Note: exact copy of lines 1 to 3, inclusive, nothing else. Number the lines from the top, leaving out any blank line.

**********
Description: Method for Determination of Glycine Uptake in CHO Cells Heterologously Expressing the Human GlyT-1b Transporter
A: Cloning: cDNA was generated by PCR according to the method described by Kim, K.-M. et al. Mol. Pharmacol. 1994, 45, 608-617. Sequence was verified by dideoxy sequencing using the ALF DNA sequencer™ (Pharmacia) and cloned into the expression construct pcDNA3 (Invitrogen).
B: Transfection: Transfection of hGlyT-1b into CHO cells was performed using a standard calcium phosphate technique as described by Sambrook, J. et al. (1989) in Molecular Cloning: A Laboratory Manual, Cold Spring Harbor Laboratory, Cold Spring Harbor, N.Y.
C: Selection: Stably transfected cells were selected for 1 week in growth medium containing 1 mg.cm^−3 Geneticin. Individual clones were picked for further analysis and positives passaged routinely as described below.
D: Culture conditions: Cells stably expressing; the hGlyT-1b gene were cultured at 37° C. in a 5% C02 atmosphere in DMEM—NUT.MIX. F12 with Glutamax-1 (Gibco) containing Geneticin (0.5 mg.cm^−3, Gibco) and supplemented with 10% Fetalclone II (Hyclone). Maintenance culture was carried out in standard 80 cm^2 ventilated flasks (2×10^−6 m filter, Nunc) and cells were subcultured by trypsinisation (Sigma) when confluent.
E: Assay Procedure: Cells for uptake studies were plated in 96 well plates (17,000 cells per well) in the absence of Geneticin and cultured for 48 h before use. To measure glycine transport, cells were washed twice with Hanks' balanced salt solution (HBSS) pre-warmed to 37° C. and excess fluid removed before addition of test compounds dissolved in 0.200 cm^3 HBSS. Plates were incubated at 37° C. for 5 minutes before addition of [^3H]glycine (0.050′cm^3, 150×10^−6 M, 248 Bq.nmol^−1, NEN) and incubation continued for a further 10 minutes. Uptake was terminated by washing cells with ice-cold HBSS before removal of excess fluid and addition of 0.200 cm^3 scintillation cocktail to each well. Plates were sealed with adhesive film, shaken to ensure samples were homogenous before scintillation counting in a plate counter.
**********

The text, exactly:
Description: Method for Determination of Glycine Uptake in CHO Cells Heterologously Expressing the Human GlyT-1b Transporter
A: Cloning: cDNA was generated by PCR according to the method described by Kim, K.-M. et al. Mol. Pharmacol. 1994, 45, 608-617. Sequence was verified by dideoxy sequencing using the ALF DNA sequencer™ (Pharmacia) and cloned into the expression construct pcDNA3 (Invitrogen).
B: Transfection: Transfection of hGlyT-1b into CHO cells was performed using a standard calcium phosphate technique as described by Sambrook, J. et al. (1989) in Molecular Cloning: A Laboratory Manual, Cold Spring Harbor Laboratory, Cold Spring Harbor, N.Y.